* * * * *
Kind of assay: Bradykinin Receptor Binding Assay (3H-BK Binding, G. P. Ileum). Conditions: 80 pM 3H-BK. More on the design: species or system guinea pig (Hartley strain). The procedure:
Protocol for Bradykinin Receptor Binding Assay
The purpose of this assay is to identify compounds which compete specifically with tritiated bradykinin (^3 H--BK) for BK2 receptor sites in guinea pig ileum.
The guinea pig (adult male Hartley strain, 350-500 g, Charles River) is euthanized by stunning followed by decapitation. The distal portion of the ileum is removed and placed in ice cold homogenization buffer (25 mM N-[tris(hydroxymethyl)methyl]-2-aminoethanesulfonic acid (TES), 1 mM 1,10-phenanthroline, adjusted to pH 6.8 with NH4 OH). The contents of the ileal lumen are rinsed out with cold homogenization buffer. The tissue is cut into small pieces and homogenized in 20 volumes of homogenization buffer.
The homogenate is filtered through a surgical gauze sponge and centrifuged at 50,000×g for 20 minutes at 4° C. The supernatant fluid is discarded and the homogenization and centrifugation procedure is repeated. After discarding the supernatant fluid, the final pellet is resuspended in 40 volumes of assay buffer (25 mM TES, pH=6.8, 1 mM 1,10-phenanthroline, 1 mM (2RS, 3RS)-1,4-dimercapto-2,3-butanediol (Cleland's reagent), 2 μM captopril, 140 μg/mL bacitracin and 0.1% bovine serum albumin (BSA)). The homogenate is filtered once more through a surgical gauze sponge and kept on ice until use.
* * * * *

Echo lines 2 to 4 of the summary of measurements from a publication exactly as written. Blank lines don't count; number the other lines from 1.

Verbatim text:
Protocol for Bradykinin Receptor Binding Assay
The purpose of this assay is to identify compounds which compete specifically with tritiated bradykinin (^3 H--BK) for BK2 receptor sites in guinea pig ileum.
The guinea pig (adult male Hartley strain, 350-500 g, Charles River) is euthanized by stunning followed by decapitation. The distal portion of the ileum is removed and placed in ice cold homogenization buffer (25 mM N-[tris(hydroxymethyl)methyl]-2-aminoethanesulfonic acid (TES), 1 mM 1,10-phenanthroline, adjusted to pH 6.8 with NH4 OH). The contents of the ileal lumen are rinsed out with cold homogenization buffer. The tissue is cut into small pieces and homogenized in 20 volumes of homogenization buffer.